First phase of National Cathedral repairs drawing to close, challenges ahead though

The New York Times has a piece looking at the ongoing repairs to the Cathedral Church of Ss Peter and Paul (National Cathedral) in Washington, D.C. and the challenges to fund future repairs and operation of the cathedral.

Almost four years after a magnitude-5.8 earthquake shook the site — cracking finials and half a dozen flying buttresses and sending pieces of pinnacles tumbling hundreds of feet — the National Cathedral is struggling to piece itself back together, physically and financially, even as contractors put the finishing touches on the $10 million first phase of repairs to the interior.

But operation of the cathedral is a costly endeavor, and further needed repairs have moved Cathedral leaders to begin a massive fund-raising campaign.

Now leaders at the National Cathedral and in the Episcopal Diocese of Washington say they need close to $200 million, on top of regular annual giving, to finish restoration and set the 83,000-square-foot cathedral, the seat of the American Episcopal Church, on stable financial footing.

That figure is among the largest ever sought through a capital campaign at an American religious institution.

The financial setbacks have come as the cathedral struggles, like almost all mainline Protestant congregations, to find its footing in an increasingly pluralistic religious landscape.

Like many other churches, the Cathedral has been focusing effort on defining a mission and purpose in a changing religious landscape.

“The big push was we got to build this thing. It was like the Field of Dreams: If we build it, they will come,” said Bishop John Bryson Chane, who led the Episcopal Diocese of Washington from 2002 to 2011. “So then, once it was built, it was a national house of prayer for all people, but what does that mean?”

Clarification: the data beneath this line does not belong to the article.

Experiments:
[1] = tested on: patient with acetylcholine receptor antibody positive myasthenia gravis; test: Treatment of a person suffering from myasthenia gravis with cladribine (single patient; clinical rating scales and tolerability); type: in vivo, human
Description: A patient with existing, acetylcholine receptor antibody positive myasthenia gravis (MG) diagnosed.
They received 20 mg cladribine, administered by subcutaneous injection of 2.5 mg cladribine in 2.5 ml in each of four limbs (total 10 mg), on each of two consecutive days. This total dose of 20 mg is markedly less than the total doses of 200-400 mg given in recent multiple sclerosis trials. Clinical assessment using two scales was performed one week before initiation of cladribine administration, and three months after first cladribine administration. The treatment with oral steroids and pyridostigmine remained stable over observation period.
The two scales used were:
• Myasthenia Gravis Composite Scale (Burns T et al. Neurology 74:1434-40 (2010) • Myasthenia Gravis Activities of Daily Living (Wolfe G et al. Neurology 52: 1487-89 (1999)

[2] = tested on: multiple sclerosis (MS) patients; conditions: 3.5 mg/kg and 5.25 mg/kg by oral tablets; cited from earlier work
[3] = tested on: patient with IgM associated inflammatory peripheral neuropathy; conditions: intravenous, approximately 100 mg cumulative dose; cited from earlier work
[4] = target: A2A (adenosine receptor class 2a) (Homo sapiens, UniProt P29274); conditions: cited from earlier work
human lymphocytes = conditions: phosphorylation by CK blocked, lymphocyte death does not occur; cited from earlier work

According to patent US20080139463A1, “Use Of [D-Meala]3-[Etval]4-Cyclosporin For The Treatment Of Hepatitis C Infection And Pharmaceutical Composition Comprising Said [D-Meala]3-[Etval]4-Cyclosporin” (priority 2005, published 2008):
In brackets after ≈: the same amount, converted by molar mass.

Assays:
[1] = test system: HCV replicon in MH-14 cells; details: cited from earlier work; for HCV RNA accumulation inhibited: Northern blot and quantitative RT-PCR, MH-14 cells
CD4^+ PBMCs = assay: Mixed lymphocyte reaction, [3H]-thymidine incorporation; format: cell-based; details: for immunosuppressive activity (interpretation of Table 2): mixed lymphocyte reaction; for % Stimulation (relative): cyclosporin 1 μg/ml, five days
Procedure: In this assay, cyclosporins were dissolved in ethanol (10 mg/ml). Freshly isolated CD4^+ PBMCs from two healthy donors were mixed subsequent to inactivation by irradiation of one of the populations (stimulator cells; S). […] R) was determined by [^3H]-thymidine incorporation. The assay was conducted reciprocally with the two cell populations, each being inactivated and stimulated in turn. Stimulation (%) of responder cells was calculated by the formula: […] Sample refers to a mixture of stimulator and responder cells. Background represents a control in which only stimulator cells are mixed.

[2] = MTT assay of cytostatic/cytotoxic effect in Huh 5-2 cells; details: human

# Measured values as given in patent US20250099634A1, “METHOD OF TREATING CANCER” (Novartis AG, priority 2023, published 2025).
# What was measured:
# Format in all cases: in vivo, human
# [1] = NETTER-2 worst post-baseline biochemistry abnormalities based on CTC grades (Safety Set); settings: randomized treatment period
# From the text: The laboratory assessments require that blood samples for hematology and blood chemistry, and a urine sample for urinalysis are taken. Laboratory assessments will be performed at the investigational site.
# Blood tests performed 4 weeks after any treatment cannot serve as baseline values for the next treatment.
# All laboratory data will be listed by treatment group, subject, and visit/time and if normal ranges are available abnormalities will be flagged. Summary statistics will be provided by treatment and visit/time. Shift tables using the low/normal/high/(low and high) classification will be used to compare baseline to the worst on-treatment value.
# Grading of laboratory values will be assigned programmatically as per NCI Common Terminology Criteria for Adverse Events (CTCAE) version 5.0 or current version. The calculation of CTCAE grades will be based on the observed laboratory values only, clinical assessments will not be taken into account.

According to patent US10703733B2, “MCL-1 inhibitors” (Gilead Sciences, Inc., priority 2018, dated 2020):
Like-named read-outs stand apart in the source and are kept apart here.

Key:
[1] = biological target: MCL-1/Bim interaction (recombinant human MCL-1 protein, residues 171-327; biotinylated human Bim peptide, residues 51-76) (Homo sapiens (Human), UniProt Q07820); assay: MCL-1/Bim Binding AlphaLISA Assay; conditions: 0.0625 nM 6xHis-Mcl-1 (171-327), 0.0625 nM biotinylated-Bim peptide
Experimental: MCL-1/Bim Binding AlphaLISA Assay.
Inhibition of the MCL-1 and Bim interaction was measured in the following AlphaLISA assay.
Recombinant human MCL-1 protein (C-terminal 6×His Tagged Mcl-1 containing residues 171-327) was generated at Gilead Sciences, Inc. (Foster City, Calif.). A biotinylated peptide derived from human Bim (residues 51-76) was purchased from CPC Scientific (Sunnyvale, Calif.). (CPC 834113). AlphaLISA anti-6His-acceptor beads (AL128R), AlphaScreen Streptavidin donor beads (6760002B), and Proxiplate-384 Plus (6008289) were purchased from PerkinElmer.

The man who was supposed to find the answer was the Very Rev. Samuel T. Lloyd III, the descendant of a long line of Episcopal bishops and the head of Trinity Church in Boston. Mr. Lloyd was tapped for the National Cathedral deanship early in 2005 with the mandate to build the cathedral’s first permanent congregation. He sought to develop meaningful ties to the city and, fueled by money from a $15 million one-time bequest, quickly established a new Sunday forum series and special symposiums aimed at attracting new constituencies.

At the same time, much-needed repairs to the cathedral itself, estimated at $30 million in a 2011 report, went unaddressed.

But the 2008 Great Recession strained the Cathedral’s budget and limited their options.

In July 2011, Mr. Lloyd unexpectedly announced he would resign that September. The earthquake struck a little more than a month later, and the cathedral, virtually leaderless and without earthquake insurance, quickly added millions in damage to its already strained balance sheets.

Restoration has been slow, in large part because of the cathedral’s compromised financial position. Stabilization cost $2 million, while construction planning and detailed studies took an additional $2.5 million. Fund-raisers took almost three years to come up with the money needed to begin repairs.

“The challenge is, as you move further and further away from the date of the earthquake, interest wanes,” said James W. Shepherd, the National Cathedral’s director of preservation and facilities.

Fund-raising officers are trying to provide effective reminders. As they plan the cathedral’s first major capital campaign in decades — still three to four years off by most estimates — those leading the effort said they were billing the campaign as a chance to rebuild the cathedral, and not just for Episcopalians.

Current diocesan and Cathedral leadership are dedicated to finding financial equilibrium, though, as they continue to live into becoming a house of prayer for all people.

But both [Cathedral Dean Gary] Hall and Bishop Mariann Edgar Budde, the current leader of the diocese, who is closely involved with campaign planning, say their real work is navigating religious and cultural trends that are pushing against the institution’s continued relevancy.

That means finding ways to invest in new programming targeting young people and non-churchgoing populations.

“I just think this is the moment, this is the work of this generation, is figuring out how you face into the situation you are in and then operate effectively in it,” Mr. Hall said.

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